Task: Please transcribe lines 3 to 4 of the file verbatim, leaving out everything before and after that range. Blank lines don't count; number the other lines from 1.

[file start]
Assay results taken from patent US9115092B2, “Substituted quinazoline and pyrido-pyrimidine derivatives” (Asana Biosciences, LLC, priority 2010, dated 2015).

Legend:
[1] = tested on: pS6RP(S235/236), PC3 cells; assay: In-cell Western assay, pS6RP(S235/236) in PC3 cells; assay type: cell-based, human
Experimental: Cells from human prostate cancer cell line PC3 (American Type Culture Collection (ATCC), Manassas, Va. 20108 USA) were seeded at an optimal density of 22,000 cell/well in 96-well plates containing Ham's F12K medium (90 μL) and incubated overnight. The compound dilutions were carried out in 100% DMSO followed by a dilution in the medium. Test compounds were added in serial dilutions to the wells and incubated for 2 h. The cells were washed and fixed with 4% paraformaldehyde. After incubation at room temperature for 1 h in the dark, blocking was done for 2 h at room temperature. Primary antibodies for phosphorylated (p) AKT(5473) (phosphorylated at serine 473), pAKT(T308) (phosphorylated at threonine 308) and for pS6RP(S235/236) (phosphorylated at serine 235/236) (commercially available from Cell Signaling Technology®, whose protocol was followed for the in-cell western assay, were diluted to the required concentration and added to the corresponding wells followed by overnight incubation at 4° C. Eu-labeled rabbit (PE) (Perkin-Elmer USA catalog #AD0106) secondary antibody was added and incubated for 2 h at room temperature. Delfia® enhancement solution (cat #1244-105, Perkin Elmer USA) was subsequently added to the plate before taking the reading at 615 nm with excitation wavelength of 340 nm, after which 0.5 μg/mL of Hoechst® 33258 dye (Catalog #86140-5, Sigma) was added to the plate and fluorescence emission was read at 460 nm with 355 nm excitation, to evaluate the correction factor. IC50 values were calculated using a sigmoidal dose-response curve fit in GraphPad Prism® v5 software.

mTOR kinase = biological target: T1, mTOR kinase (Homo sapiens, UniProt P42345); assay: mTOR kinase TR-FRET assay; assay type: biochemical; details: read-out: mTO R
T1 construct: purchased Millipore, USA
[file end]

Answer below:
[1] = tested on: pS6RP(S235/236), PC3 cells; assay: In-cell Western assay, pS6RP(S235/236) in PC3 cells; assay type: cell-based, human
Experimental: Cells from human prostate cancer cell line PC3 (American Type Culture Collection (ATCC), Manassas, Va. 20108 USA) were seeded at an optimal density of 22,000 cell/well in 96-well plates containing Ham's F12K medium (90 μL) and incubated overnight. The compound dilutions were carried out in 100% DMSO followed by a dilution in the medium. Test compounds were added in serial dilutions to the wells and incubated for 2 h. The cells were washed and fixed with 4% paraformaldehyde. After incubation at room temperature for 1 h in the dark, blocking was done for 2 h at room temperature. Primary antibodies for phosphorylated (p) AKT(5473) (phosphorylated at serine 473), pAKT(T308) (phosphorylated at threonine 308) and for pS6RP(S235/236) (phosphorylated at serine 235/236) (commercially available from Cell Signaling Technology®, whose protocol was followed for the in-cell western assay, were diluted to the required concentration and added to the corresponding wells followed by overnight incubation at 4° C. Eu-labeled rabbit (PE) (Perkin-Elmer USA catalog #AD0106) secondary antibody was added and incubated for 2 h at room temperature. Delfia® enhancement solution (cat #1244-105, Perkin Elmer USA) was subsequently added to the plate before taking the reading at 615 nm with excitation wavelength of 340 nm, after which 0.5 μg/mL of Hoechst® 33258 dye (Catalog #86140-5, Sigma) was added to the plate and fluorescence emission was read at 460 nm with 355 nm excitation, to evaluate the correction factor. IC50 values were calculated using a sigmoidal dose-response curve fit in GraphPad Prism® v5 software.